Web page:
Date: April 07, 2016
Author: Mark Hayes

Changes assured, but no timetable

There were hints, discussion points galore and the usual admiration of his nimble oratory skills.

But as per usual at Augusta National chairman Billy Payne’s “state of the nation” pre-tournament address, there were precious few definitive answers.

The only thing for sure is that the course, as it will be played this week, will likely not be the same in years to come.

Payne, as almost commanded by the traditions of the club, refused to specifically address the questions of what he described as the “subject du jour” – the proposed changes to the famous par-5 13th hole.

“As we do every year, and historically forever, we are always looking at options for numerous of our holes.  We create plans looking into the future, when we believe that the shot value of certain second shots, principally, has been impacted by how far the ball is now travelling,” Payne began.

“As a consequence, 13 is one of those holes we are studying.  We have made no decision whatsoever. Plans are under way to be considered, and as I said, that is one of many holes that we now have under consideration.”

Which begged two more questions from the media gallery.

One was specifically about what might happen to the fourth and fifth holes now the club has access to more land behind them courtesy of its sponsored realignment of the one-time boundary along Berckmans Road.

“We don't talk about the immediate future as it relates to our plans … (but) certainly that creates options which heretofore did not exist, and, bingo, those are a couple of the holes that we now have under consideration,” Payne teased.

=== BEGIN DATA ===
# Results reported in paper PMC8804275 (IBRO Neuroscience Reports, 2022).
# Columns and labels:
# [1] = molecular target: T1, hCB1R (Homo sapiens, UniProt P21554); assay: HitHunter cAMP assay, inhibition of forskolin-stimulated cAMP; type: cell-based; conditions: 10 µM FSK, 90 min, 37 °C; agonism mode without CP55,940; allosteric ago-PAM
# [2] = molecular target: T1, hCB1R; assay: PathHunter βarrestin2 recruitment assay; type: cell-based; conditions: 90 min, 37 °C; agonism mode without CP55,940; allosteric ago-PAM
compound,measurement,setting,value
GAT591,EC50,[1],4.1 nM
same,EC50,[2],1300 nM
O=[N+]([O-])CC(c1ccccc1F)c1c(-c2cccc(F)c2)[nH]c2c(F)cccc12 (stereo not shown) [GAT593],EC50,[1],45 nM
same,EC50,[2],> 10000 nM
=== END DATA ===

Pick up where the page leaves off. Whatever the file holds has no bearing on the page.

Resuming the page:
And then the question that if the club decided not to purchase additional land from the neighbouring Augusta Country Club to extend the 13th tee, call it a par four, or even push back the famous green by approximately 25m, would it consider invoking special “Masters” rules on technology?

“As we've stated many times going back many years, we retain all options.  At the same time, it's not something we would want to do,” Payne said.

“As it relates specifically to 13, which seems to be the subject du jour, we think there are multiple options where we could increase the difficulty of the hole and restore the shot values, only one of which deals with extending the length.

“So we are in the middle of all of those studies, a lot of arithmetic, lot of design issues, and we would only resort to equipment as the last resort because we believe that the governing bodies in golf deal with that very effectively.”

Watch this beautifully manicured space.